It's probably been destroyed by now, but there were so many bottling plants in DC in the late 1800's-early 1900's. This place I collect doesn't seem to be a privy I did research on it and it's a large city garbage dump with almost the entirety of DC's southwest being covered in century old garbage. It's crazy how this huge portion of DC is covered in so much history, and almost no one knows or cares about it :/
Yes. Destroyed now. It was between H & G St.
The western edge of DC was the trash dump for the city. They threw everything into the Potomac.
compare the 1792 map with the 1893 map. When construction began on The Octagon House in 1799 at 18th & NY Ave NW, the lot was waterfront property.

1792_DC_map.jpg

1893_dc_map.JPG
 
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Fossil_adult

Jr. Member
Apr 9, 2021
65
237
Detector(s) used
Got a Chinese knockoff brand off Amazon. Now I don’t know how to use it or where to even begin.
Primary Interest:
All Treasure Hunting
  • Thread Starter
  • Thread starter
  • #18
Yes. Destroyed now. It was between H & G St.
The western edge of DC was the trash dump for the city. They threw everything into the Potomac.
compare the 1792 map with the 1893 map. When construction began on The Octagon House in 1799 at 18th & NY Ave NW, the lot was waterfront property.

View attachment 2007201
View attachment 2007202
I wonder if I should go look on the potomac as well? I've been finding these on the anacostia down at buzzards point I wonder if they got it over on the potomac as well?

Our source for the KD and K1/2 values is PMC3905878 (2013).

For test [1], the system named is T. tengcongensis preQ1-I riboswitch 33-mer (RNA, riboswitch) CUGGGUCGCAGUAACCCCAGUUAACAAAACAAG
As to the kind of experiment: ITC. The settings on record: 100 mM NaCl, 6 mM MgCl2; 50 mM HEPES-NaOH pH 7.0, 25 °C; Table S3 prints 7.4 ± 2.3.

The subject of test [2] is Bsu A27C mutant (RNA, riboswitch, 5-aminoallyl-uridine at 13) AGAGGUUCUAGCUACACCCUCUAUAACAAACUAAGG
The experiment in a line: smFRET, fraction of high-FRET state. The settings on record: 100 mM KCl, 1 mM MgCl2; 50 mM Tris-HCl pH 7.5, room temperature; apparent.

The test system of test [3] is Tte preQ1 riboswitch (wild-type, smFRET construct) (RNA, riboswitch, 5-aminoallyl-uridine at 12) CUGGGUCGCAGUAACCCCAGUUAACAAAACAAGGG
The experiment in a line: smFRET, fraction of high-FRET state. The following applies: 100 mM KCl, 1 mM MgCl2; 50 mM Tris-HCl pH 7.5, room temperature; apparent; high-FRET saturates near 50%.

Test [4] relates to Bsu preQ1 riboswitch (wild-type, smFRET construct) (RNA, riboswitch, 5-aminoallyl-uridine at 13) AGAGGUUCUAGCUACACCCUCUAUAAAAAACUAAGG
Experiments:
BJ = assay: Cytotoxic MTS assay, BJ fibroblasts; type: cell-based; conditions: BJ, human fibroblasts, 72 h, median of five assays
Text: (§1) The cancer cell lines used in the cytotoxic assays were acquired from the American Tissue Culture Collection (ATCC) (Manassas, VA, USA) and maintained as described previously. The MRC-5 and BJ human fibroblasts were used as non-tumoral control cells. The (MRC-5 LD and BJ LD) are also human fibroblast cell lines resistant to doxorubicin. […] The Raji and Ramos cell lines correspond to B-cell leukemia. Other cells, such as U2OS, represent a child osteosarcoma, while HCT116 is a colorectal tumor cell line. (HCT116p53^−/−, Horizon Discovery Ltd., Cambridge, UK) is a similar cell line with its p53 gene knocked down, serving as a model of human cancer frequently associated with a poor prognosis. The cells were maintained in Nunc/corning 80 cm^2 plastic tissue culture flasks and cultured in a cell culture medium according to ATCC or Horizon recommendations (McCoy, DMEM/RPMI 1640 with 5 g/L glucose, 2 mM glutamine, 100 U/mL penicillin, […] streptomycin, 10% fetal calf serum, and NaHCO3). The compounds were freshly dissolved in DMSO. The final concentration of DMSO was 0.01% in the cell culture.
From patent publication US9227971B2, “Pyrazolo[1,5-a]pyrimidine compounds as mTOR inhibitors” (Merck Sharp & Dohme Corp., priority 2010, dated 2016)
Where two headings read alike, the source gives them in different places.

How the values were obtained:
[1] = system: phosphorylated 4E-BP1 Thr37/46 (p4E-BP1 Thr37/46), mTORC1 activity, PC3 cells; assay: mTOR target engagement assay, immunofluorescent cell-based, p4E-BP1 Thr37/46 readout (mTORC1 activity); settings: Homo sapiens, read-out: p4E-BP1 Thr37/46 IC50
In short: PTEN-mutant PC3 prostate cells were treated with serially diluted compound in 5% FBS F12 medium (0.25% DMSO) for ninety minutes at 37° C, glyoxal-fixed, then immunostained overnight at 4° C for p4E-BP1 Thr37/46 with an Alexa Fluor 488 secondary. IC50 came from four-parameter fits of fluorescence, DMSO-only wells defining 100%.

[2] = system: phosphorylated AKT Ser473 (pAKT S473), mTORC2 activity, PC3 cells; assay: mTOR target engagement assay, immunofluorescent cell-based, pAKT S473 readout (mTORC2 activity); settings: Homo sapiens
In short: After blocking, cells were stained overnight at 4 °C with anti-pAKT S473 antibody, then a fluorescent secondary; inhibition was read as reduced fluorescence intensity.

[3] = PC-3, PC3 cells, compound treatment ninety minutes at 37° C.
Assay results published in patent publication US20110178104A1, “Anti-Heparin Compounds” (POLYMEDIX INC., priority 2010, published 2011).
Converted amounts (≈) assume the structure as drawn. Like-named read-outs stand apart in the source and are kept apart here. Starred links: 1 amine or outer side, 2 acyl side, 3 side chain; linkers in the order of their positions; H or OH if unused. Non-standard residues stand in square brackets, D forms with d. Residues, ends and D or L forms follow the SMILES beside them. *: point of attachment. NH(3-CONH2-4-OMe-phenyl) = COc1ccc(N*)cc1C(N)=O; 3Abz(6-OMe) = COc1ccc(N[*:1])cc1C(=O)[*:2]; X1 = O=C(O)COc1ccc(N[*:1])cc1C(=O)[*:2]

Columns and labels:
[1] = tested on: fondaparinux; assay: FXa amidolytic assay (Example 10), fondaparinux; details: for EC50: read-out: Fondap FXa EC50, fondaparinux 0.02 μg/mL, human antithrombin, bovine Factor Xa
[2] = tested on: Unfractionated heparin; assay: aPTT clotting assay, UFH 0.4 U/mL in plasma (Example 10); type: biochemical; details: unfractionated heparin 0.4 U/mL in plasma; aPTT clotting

pepperj

Gold Member
Feb 3, 2009
24,391
74,088
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Deus, Minelab 3030, E-Trac,
Primary Interest:
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Nice recoveries and your only a few years off in getting out of the machine made era.
Liking the repurposed milk glass soap dish:headbang:
Every time I see glass posted up I get the urge to get dirty.

From digging for years at a ghost town site that was under the water basically we learnt a few tricks on recovering bottles.
Get down and get wet and dirty was the end result.
#1 Item was the Probes
#2 was a long handled garden scratcher that we used many times when the bottle was out of arm reach.

Digging in muskeg, water basically coming off a glacier was cold.
The rewards of great memories of the recoveries still live with me today.
 
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Fossil_adult

Jr. Member
Apr 9, 2021
65
237
Detector(s) used
Got a Chinese knockoff brand off Amazon. Now I don’t know how to use it or where to even begin.
Primary Interest:
All Treasure Hunting
  • Thread Starter
  • Thread starter
  • #20
Nice recoveries and your only a few years off in getting out of the machine made era.
Liking the repurposed milk glass soap dish:headbang:
Every time I see glass posted up I get the urge to get dirty.

From digging for years at a ghost town site that was under the water basically we learnt a few tricks on recovering bottles.
Get down and get wet and dirty was the end result.
#1 Item was the Probes
#2 was a long handled garden scratcher that we used many times when the bottle was out of arm reach.

Digging in muskeg, water basically coming off a glacier was cold.
The rewards of great memories of the recoveries still live with me today.
Yup. The only thing that worries me is if all the bricks cave in while I'm digging. Anytime I see something above my head shift, I'm quick to move out the way. I will continue to search for another site with much older bottles, I've found it once, I can do so again. I would especially love to get some civil war-1850's-1840's bottles as well. Maybe even some complete colonial artifacts would be nice. Wishful thinking on my part, but I plan to buy an old house (not in HOA) and dig like hell.